During last summer’s Black Lives Matter protests, Snoeman teamed with fellow artist Maya Hayuk to paint protest posters. Working from the rooftop of her Brooklyn studio, the pair created and distributed large quantities of the colorful signs, tossing them down to passersby. “It was gratifying to contribute our art to something so important, and for others to be able to express themselves through our art,” says Snoeman, who in past months began affixing hand-painted posters around the city with messages like “spread love” and “do the right thing.” “I have continued making posters and have been posting them in the street,” he adds. “Same purpose, different delivery.”
One of his protest posters ended up in the hands of gallery owner David Weiswasser. Last summer, Weiswasser — an entertainment marketing director and art collector — opened N.53 gallery just off Main Street in East Hampton. The new gallery is dedicated to showcasing artists in the street art and graffiti ecosystem, including the late hip-hop photographer Ricky Powell, graffiti pioneer Stash, and Paul Sevigny. In April, Weiswasser reached out to Snoeman — part of the creative collective Smart Crew, which includes rapper Action Bronson — about linking up for a solo show. “New York Love” opened May 28 and will close June 28.
“It exposes my work to a whole different audience of people,” says Snoeman of bringing his work to East Hampton for the first time. “The reactions have been very positive. Everyone can relate to the subject matter in one way or another, and people love the bright colors. There are also interactive installations for taking photos, which has been fun.”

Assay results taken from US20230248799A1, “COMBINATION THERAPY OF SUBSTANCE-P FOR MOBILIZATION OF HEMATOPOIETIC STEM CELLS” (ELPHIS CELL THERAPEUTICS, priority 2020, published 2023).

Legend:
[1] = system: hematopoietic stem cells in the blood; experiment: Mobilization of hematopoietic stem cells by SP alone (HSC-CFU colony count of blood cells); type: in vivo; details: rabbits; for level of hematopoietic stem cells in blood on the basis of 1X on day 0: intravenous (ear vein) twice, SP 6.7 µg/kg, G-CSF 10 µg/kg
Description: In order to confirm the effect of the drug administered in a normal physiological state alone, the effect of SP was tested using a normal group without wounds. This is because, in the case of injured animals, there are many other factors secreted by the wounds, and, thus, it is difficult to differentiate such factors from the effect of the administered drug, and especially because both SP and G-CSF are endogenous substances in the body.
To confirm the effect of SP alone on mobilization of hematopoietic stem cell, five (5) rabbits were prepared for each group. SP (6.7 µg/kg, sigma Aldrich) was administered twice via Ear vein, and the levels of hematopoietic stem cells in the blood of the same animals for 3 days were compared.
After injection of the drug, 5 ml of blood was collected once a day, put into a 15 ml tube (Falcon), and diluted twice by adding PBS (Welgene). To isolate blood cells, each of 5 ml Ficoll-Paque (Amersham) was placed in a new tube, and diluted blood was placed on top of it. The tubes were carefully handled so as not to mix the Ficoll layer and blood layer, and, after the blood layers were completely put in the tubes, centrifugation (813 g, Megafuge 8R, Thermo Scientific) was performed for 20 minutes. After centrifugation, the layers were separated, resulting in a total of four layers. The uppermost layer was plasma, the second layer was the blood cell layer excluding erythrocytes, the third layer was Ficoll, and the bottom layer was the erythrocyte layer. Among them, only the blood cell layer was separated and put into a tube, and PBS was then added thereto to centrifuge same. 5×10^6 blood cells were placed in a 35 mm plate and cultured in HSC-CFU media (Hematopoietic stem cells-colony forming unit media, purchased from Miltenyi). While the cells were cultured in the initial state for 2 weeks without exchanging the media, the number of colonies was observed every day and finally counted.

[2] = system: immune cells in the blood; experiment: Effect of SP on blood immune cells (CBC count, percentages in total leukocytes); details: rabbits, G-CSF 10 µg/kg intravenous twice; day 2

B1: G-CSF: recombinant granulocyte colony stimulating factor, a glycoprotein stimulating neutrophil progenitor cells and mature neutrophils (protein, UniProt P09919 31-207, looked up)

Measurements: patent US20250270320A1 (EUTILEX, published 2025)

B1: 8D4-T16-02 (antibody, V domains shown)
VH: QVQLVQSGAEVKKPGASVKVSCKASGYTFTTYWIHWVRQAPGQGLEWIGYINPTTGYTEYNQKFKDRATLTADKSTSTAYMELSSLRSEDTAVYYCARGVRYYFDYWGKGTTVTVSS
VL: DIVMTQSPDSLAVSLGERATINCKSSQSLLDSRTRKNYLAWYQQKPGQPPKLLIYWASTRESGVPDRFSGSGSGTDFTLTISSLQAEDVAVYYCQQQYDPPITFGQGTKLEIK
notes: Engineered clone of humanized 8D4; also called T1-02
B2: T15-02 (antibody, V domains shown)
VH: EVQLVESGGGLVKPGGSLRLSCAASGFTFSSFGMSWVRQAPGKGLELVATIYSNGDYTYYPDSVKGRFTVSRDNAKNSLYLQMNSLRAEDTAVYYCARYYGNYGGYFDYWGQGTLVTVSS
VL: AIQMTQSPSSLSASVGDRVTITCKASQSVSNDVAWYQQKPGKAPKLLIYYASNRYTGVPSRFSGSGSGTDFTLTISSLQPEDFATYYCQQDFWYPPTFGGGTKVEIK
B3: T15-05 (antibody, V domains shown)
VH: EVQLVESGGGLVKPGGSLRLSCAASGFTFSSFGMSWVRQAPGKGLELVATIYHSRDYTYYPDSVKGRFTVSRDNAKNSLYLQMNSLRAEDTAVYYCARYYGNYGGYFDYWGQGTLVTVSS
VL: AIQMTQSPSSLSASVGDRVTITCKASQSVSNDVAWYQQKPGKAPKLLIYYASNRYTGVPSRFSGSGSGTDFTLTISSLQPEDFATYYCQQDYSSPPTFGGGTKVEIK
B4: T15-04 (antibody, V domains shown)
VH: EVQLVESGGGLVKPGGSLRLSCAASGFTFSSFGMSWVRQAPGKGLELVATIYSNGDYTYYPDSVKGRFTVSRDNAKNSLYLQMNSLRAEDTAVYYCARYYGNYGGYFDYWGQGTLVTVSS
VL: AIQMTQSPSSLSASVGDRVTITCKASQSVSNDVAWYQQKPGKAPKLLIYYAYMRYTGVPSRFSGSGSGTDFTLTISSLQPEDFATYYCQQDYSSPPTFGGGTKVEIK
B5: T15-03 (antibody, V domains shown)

One of those installations is an ice cream cart; the artist has painted carts for local street vendors in Washington Heights for the past few summers. Earlier in June, the gallery hosted an ice cream social from inside the gallery. “The only local ice cream joint [in town] closed. So this was the perfect opportunity to do something fun,” the artist says.
His work on view at the gallery will be familiar to anyone who’s walked a New York block. His portraits of city life focus on bodega storefronts, along with the resulting ephemera: overstuffed trash cans, lottery tickets. “These paintings were inspired by real places throughout New York, like ‘188 Bakery Cuchifritos,’ which is an iconic Puerto Rican restaurant in The Bronx,” he says. His newest work, created in the past few months as part of an artist residency at a vacant school in Harlem (which allowed him to work indoors and scale down from murals and up from smaller illustrations), incorporates subtle details that reflect the circumstances of the past year. “The way the subjects are depicted hasn’t changed much, aside from new signage about COVID-19 regulations on every storefront, which I included in the new work. The past year has also reinforced how important these small businesses are to the city and the world.”
With his first solo gallery show closing, Snoeman has turned his attention to future projects: brand collaborations and private commissions, and the next edition of ambitious traveling street art exhibition “Beyond the Streets.”
“Besides that, I will be doing lots of art in the streets this summer: posters, murals, ice carts, whatever I can,” he adds. “That is what summer is about for me.”
MORE FROM THE EYE: